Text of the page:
There are enough sane people left in California to allow us to thrive within our communities. Depending on where you live, those who stay can discover or create a community of like-minded people. Though we can’t eliminate it altogether, if we work hard we can avoid being surrounded by the insanity all the time.

We have a sense of duty to the place and situation we have found ourselves in. We don’t have a loyalty to the regime, but we do have one to our homeland. We will fight to save what we can. Maybe—maybe—there is nothing to salvage on a state or county-wide policy level, but there will always be individuals we can bring into the havens of our communities.

People need us. We are not so ready to uproot everything that we have built here. Most of us have family here–parents, siblings, relatives. We all have good friends. We can’t bring ourselves to cut ourselves off from everyone we’ve known and cared for in our region. It wouldn’t be right.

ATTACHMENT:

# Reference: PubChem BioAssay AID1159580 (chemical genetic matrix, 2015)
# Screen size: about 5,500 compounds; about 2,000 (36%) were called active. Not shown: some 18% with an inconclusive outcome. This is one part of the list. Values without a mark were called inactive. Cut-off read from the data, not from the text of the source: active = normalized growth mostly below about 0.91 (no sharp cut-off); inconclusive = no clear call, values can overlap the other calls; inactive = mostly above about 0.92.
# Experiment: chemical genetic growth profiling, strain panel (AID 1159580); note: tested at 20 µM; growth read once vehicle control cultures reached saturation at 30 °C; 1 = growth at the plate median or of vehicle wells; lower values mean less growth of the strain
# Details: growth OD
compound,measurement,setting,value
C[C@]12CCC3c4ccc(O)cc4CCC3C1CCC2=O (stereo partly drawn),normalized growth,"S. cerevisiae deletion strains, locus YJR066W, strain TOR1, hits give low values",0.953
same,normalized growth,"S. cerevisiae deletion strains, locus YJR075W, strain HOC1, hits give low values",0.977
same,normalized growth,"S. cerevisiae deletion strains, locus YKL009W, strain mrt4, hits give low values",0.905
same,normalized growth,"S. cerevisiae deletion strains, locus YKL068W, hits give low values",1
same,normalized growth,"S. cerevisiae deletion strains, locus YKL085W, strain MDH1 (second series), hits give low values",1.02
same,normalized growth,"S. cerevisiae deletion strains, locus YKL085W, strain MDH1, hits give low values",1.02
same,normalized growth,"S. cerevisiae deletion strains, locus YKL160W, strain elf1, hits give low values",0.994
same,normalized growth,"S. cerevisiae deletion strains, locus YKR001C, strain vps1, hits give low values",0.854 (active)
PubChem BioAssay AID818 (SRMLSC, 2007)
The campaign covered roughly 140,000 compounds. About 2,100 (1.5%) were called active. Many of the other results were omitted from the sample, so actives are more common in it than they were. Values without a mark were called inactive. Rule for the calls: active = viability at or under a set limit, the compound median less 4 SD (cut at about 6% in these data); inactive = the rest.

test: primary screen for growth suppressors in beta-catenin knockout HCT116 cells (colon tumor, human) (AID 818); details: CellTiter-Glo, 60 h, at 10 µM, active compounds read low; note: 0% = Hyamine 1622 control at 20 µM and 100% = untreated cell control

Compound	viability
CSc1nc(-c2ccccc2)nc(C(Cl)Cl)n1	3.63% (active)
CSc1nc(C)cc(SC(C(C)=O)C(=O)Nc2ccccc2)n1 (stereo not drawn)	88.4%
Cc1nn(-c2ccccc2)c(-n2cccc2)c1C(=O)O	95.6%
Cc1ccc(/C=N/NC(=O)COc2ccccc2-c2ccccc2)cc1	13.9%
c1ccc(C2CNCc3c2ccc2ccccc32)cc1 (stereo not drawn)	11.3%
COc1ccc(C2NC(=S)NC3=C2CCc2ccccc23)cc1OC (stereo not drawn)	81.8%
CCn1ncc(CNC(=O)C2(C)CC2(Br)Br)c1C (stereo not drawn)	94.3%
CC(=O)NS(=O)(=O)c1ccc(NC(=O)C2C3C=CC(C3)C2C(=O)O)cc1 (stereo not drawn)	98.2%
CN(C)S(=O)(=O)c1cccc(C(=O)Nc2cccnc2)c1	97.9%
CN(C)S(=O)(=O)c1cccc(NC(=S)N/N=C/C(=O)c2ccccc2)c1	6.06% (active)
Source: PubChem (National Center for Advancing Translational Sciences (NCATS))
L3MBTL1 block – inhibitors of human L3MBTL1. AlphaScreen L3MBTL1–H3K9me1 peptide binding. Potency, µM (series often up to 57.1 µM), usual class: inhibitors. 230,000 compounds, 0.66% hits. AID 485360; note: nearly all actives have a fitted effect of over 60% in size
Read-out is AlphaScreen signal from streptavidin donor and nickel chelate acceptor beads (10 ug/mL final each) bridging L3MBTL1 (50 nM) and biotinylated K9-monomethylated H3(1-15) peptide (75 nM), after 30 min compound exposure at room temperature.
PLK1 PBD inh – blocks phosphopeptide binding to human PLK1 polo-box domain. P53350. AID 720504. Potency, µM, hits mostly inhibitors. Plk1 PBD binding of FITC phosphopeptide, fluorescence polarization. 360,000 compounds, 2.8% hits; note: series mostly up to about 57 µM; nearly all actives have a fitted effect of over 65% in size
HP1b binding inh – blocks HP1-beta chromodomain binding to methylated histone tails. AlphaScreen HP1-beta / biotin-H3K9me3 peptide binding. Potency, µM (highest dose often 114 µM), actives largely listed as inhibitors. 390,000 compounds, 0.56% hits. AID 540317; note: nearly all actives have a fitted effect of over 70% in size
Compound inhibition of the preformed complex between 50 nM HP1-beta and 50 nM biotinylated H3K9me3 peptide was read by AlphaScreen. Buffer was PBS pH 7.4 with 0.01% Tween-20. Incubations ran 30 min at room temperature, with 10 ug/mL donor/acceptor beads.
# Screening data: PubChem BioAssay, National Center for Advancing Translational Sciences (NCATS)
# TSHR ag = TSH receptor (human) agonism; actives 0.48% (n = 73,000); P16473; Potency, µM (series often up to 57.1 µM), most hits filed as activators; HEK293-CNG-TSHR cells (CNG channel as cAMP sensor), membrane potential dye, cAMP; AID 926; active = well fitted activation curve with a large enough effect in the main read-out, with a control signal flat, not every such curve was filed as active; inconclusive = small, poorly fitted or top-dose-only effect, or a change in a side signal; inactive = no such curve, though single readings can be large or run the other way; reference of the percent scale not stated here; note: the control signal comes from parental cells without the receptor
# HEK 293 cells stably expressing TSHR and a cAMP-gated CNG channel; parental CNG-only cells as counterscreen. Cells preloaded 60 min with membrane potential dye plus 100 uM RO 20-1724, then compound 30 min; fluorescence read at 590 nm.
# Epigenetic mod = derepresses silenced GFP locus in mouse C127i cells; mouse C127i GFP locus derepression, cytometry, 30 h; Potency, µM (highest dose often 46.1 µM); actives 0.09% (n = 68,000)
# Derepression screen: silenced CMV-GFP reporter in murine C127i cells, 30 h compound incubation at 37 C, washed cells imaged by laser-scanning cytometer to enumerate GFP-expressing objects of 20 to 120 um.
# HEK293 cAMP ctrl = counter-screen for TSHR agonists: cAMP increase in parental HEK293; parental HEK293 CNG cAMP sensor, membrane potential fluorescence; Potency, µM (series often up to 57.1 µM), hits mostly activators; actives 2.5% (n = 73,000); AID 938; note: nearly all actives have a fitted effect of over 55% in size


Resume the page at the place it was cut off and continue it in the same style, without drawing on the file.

Mission Country

California has become a pagan land, governed by the superstitions and fancies of a ruling class that hates the ideals our nation was founded on. But that doesn’t mean we should flee. It means that California has become mission territory for us. We are once again strangers in a strange land. Though widespread success may be doubtful in the foreseeable future, there are always opportunities for individual conversions. Eventually, future resistance to the regime will be based on those of us who stayed.

It is possible to live as virtuous individuals within a tyrannical regime. In fact, virtue means little unless tested by difficult circumstances. This is likely what we are preparing ourselves for.

California may no longer be the land of opportunity for businesses, but there are now plenty of opportunities for greatness. Saints aren’t made by being like everyone else, and men don’t become heroes by merely retreating to friendly territory. It’s time for us to learn to live outside the mainstream and be willing to face the consequences. Even though it will be hard, it will make us stronger.